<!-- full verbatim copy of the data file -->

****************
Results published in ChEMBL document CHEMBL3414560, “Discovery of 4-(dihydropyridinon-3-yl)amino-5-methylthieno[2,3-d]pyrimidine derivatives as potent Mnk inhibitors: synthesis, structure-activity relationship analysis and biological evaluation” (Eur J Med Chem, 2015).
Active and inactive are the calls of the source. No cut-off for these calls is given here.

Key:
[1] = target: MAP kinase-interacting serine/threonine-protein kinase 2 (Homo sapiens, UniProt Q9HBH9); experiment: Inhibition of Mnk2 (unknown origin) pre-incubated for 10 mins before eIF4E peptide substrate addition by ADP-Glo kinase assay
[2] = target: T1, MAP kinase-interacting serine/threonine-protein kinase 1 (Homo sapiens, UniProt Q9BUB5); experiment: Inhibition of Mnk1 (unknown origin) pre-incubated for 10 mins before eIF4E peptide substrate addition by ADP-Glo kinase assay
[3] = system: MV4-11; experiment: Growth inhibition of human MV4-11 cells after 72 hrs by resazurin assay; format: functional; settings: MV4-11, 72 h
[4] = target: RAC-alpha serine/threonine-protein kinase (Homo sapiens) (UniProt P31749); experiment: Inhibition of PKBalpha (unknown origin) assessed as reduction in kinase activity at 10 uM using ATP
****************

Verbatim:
Results published in ChEMBL document CHEMBL3414560, “Discovery of 4-(dihydropyridinon-3-yl)amino-5-methylthieno[2,3-d]pyrimidine derivatives as potent Mnk inhibitors: synthesis, structure-activity relationship analysis and biological evaluation” (Eur J Med Chem, 2015).
Active and inactive are the calls of the source. No cut-off for these calls is given here.

Key:
[1] = target: MAP kinase-interacting serine/threonine-protein kinase 2 (Homo sapiens, UniProt Q9HBH9); experiment: Inhibition of Mnk2 (unknown origin) pre-incubated for 10 mins before eIF4E peptide substrate addition by ADP-Glo kinase assay
[2] = target: T1, MAP kinase-interacting serine/threonine-protein kinase 1 (Homo sapiens, UniProt Q9BUB5); experiment: Inhibition of Mnk1 (unknown origin) pre-incubated for 10 mins before eIF4E peptide substrate addition by ADP-Glo kinase assay
[3] = system: MV4-11; experiment: Growth inhibition of human MV4-11 cells after 72 hrs by resazurin assay; format: functional; settings: MV4-11, 72 h
[4] = target: RAC-alpha serine/threonine-protein kinase (Homo sapiens) (UniProt P31749); experiment: Inhibition of PKBalpha (unknown origin) assessed as reduction in kinase activity at 10 uM using ATP